A pythonesque way of finding rare animals

The first thing he found was a Bi-Coloured-Python-Rock-Snake curled round a rock.

“‘Scuse me,” said the Elephant’s Child most politely, “but have you seen such a thing as a Crocodile in these promiscuous parts?”
Have I seen a Crocodile?” said the Bi-Coloured-Python-Rock-Snake, in a voice of dretful scorn. “What will you ask me next?”
“‘Scuse me,” said the Elephant’s Child, “but could you kindly tell me what he has for dinner?”
Then the Bi-Coloured-Python-Rock-Snake uncoiled himself very quickly from the rock, and spanked the Elephant’s Child with his scalesome, flailsome tail.

While doing my PhD in Zoology at Otago, I had my own show on Radio One, the student radio station. Every Sunday morning from 9-11am the Inner Mongolia A and A Good Time Kiddie Show would hit the Dunedin airways with ‘fun, jokes, songs and laughter – so don’t turn off the radio or we’ll tell Uncle Genghis’. I did the show with Alison (the other A), who was a schoolfriend of my sister, and we had a lot of fun. We even had an audience of kids who would ring in with requests. One of the coolest stories that we played was from a record of Rudyard Kipling’s Just So Stories where Bobby McFerrin provided the music and sound effects and Jack Nicholson provided the narration. If you have kids you owe it to them to find these audio stories. My favorite story was The Elephant’s Child which explained how the elephant got his trunk. The Elephant’s Child (full of ‘satiable curiosity – he must have been a budding scientist), on the advice of the Kolokolo bird heads to the banks of the great grey-green, greasy Limpopo River, all set about with fever-trees, to find out what the Crocodile eats. Complications ensue. Luckily, a Bi-Coloured-Python-Rock-Snake is on the scene to help rescue the Elephant’s Child from the Crocodile who has grabbed hold of his nose, which stretches out to become a trunk. It’s a great story, expertly told, and any time I hear the word ‘python’ I can hear Jack Nicholson with Bobby McFerrin warbling in the background.

The Elephant’s Child’s question is a good one. Finding out what animals eat is an important part of ecology and behaviour. Unfortunately, we can’t just walk up and ask our animal like the Elephant’s Child did. There are several methods that we can use. We can observe animals and see what they put into their mouth (but that only works for obvious species in well lit areas). We can look at what we find in scats (but we have to find the scats). We can stomach pump to bring food up (but we have to capture the species). If the animal is dead, we can cut open the digestive system and see what we find (but we have to find the dead individual). Increasingly, DNA is being used to identify the anonymous chunks of tissue that can be found in stomachs or scats. We have a number of studies looking at this issue in our department including figuring out what fish species fur seals eat, what carnivorous snails like to munch on and what cats get up to when they are away foraging. Tim Curran, a recent arrival from Australia, was part of a study that looked at what pythons eat, not Bi-Coloured-Python-Rock-Snakes but the Carpet Python (Morelia spilota) from northern Queensland. This study was published recently in Australian Mammalogy and included former Lincoln University ecology technician Alastair Freeman (or Spot) as well as colleagues Jennifer Fill and Georganna Story.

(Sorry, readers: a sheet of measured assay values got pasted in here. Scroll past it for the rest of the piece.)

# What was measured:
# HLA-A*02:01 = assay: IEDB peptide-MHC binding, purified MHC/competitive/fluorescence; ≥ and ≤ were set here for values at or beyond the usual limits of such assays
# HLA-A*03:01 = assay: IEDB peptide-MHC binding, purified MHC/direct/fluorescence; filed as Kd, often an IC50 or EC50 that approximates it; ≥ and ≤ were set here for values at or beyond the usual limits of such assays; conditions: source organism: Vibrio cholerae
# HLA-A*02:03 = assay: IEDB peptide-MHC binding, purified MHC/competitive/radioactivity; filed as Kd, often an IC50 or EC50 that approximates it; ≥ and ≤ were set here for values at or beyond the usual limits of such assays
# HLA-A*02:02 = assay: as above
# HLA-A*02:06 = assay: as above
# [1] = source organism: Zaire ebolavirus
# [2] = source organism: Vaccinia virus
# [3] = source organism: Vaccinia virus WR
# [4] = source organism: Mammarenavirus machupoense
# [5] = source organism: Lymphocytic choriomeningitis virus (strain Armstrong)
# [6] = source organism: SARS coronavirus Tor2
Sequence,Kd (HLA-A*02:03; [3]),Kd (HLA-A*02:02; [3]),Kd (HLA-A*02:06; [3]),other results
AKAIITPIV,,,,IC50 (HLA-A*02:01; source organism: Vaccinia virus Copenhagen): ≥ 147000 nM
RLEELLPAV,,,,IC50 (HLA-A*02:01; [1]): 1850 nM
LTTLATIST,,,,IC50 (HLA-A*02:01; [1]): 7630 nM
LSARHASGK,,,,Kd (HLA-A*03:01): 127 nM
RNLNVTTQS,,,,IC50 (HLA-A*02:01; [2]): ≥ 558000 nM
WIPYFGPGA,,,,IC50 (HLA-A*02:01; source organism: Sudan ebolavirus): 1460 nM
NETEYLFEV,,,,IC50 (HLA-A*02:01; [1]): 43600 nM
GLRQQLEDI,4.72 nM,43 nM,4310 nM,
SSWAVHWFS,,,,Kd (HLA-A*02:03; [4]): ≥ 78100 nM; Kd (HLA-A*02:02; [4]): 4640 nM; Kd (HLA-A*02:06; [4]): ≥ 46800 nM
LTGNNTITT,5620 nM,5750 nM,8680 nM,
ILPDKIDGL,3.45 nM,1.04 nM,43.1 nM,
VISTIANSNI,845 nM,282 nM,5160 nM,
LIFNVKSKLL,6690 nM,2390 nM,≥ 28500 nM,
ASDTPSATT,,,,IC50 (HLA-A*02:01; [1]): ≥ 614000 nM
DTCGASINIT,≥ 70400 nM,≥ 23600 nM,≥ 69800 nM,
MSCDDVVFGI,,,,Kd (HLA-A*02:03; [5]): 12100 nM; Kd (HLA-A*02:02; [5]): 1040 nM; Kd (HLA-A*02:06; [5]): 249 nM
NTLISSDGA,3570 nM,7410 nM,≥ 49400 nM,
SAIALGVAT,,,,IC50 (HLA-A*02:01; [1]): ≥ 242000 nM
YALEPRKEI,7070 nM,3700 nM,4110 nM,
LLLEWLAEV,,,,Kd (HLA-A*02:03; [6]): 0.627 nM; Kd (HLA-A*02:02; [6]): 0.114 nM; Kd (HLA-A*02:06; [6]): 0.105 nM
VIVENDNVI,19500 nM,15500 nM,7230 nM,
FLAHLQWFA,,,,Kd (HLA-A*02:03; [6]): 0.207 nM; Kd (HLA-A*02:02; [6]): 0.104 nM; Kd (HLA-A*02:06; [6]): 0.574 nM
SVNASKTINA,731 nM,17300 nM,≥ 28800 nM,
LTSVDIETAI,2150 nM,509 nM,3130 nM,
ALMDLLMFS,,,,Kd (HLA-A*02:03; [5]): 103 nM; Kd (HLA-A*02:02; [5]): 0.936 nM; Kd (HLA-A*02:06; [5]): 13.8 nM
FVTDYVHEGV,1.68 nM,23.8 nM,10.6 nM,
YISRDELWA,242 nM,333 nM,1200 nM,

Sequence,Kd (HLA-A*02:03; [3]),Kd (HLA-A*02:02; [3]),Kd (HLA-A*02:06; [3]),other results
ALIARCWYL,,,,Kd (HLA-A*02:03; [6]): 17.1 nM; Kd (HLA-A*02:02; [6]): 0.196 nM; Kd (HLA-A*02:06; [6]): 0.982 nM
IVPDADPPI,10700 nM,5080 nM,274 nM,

On November 21, 2006 a 2 metre carpet python did not make it across a dirt road in remnant rain forest near Yungabarra, Queensland. This was rather unfortunate for the python but useful for the scientists who found it. The python was added to a study that looked at gut contents from 51 similarly road-safety challanged snakes. Overall, there were at least 17 different mammal species found in these python stomachs. Our snake from Yungabarra was of particular interest as it contained hairs that were found to be from a cryptic species of tree mouse (from the Pogonomys genus). Mammal hairs from different species have unique structures when examined under a microcope allowing species to be identified. A species is known as cryptic, in ecological work, if it is difficult to locate. Although Pogonomys is known to be in the general area of the Atherton Highlands it is seldom recorded in monitoring studies as individuals are difficult to live trap. Tree mice spend a lot of time foraging in the tree canopy zone and the rest of the time in underground colonies. It is not clear whether this snake caught the tree mouse in its burrow or up in the tree as carpet pythons hunt in both areas, but it does confirm the presence of this mammal species where other methods haven’t. Ecologists are increasingly making use of predators as sampling tools. Owl pellets and cat scats can provide important information about what lives in an area (and their relative abundance) by taking advantage of a ‘data collector’ that can actively find cryptic prey. Snake gut samples can now be added to this list.

Rather than asking the crocodile what it eats, the Elephant’s Child could have watched and observed what the croc ate, he could have waited and observed what came out of the croc in the Reptile Restroom, or, if a crocodile hunter had been in the area, he could have examined the croc’s stomach contents. That might have made for a less interesting ‘Just So’ story (and elephants would not have ended up with a long truck) but it might have better sated his ‘satiable curiosity’ in a more approved health and safety manner.

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